This is our collection of tasks on the mathematical theme of 'Population Dynamics' for advanced students and those interested in mathematical modelling.

See how differential equations might be used to make a realistic model of a system containing predators and their prey.

An advanced mathematical exploration supporting our series of articles on population dynamics for advanced students.

To win on a scratch card you have to uncover three numbers that add up to more than fifteen. What is the probability of winning a prize?

This article explains the concepts involved in scientific mathematical computing. It will be very useful and interesting to anyone interested in computer programming or mathematics.

Fancy a game of cricket? Here is a mathematical version you can play indoors without breaking any windows.

What shapes should Elly cut out to make a witch's hat? How can she make a taller hat?

This is the section of stemNRICH devoted to the advanced applied mathematics underlying the study of the sciences at higher levels

chemNRICH is the area of the stemNRICH site devoted to the mathematics underlying the study of chemistry, designed to help develop the mathematics required to get the most from your study. . . .

Invent scenarios which would give rise to these probability density functions.

engNRICH is the area of the stemNRICH Advanced site devoted to the mathematics underlying the study of engineering

PhysNRICH is the area of the StemNRICH site devoted to the mathematics underlying the study of physics

In this article for teachers, Alan Parr looks at ways that mathematics teaching and learning can start from the useful and interesting things can we do with the subject, including. . . .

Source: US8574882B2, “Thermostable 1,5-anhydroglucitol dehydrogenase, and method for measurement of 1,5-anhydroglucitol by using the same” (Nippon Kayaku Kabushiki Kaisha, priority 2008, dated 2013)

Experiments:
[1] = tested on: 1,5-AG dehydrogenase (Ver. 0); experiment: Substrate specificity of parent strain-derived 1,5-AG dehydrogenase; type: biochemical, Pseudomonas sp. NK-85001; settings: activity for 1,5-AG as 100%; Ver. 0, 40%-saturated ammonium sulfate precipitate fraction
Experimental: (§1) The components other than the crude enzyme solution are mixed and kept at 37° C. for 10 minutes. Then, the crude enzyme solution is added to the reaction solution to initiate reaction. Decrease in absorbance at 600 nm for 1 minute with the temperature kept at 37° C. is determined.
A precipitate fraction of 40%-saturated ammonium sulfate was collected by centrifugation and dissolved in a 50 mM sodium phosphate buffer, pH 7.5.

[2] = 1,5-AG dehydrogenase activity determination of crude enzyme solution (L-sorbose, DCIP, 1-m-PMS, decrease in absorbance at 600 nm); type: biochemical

See how the motion of the simple pendulum is not-so-simple after all.

How do you write a computer program that creates the illusion of stretching elastic bands between pegs of a Geoboard? The answer contains some surprising mathematics.

Learn about the link between logical arguments and electronic circuits. Investigate the logical connectives by making and testing your own circuits and record your findings in truth tables.

The third installment in our series on the shape of astronomical systems, this article explores galaxies and the universe beyond our solar system.

First of all, pick the number of times a week that you would like to eat chocolate. Multiply this number by 2...

Learn about the link between logical arguments and electronic circuits. Investigate the logical connectives by making and testing your own circuits and fill in the blanks in truth tables to record. . . .

An article demonstrating mathematically how various physical modelling assumptions affect the solution to the seemingly simple problem of the projectile.

The builders have dug a hole in the ground to be filled with concrete for the foundations of our garage. How many cubic metres of ready-mix concrete should the builders order to fill this hole to. . . .

At Holborn underground station there is a very long escalator. Two people are in a hurry and so climb the escalator as it is moving upwards, thus adding their speed to that of the moving steps. . . .